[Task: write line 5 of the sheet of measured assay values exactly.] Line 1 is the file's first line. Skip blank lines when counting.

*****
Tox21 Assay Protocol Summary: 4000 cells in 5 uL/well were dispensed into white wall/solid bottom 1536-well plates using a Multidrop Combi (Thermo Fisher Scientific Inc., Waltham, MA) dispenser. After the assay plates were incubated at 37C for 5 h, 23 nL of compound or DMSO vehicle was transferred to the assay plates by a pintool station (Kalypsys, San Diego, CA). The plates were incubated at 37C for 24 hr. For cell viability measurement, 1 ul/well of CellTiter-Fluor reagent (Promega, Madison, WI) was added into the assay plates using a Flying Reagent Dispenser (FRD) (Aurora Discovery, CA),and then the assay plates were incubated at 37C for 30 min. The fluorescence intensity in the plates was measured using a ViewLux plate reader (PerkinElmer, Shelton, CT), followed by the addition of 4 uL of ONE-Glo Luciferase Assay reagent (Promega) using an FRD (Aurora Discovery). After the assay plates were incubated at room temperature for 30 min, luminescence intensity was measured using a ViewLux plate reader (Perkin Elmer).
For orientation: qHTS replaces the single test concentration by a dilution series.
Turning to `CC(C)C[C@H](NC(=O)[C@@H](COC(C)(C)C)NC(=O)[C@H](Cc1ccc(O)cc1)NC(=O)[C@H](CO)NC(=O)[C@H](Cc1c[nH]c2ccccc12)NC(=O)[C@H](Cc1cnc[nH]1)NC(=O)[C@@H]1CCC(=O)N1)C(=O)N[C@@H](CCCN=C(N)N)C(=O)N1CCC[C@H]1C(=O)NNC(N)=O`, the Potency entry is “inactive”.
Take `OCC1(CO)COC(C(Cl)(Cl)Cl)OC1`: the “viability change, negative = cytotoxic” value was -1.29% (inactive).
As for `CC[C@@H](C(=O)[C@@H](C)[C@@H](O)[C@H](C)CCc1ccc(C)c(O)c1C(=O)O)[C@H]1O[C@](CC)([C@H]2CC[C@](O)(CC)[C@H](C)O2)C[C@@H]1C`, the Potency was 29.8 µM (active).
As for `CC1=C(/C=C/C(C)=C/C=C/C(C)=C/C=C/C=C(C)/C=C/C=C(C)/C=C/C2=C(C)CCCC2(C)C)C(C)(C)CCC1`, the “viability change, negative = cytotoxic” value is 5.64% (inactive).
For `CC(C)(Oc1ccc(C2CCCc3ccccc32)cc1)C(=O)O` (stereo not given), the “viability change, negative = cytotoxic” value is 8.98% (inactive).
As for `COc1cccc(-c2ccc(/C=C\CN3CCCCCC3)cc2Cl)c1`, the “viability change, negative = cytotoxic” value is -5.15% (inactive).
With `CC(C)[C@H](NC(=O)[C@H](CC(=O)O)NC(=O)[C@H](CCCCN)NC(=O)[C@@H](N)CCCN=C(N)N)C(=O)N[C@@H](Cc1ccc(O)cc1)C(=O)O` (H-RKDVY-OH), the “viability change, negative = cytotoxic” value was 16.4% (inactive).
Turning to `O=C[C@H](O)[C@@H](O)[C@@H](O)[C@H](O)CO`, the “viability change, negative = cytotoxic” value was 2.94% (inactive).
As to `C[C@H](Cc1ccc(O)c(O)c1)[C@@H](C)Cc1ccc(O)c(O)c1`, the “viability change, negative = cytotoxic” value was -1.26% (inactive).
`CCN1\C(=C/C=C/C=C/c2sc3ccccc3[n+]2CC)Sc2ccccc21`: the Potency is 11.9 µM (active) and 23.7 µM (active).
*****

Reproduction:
As for `CC[C@@H](C(=O)[C@@H](C)[C@@H](O)[C@H](C)CCc1ccc(C)c(O)c1C(=O)O)[C@H]1O[C@](CC)([C@H]2CC[C@](O)(CC)[C@H](C)O2)C[C@@H]1C`, the Potency was 29.8 µM (active).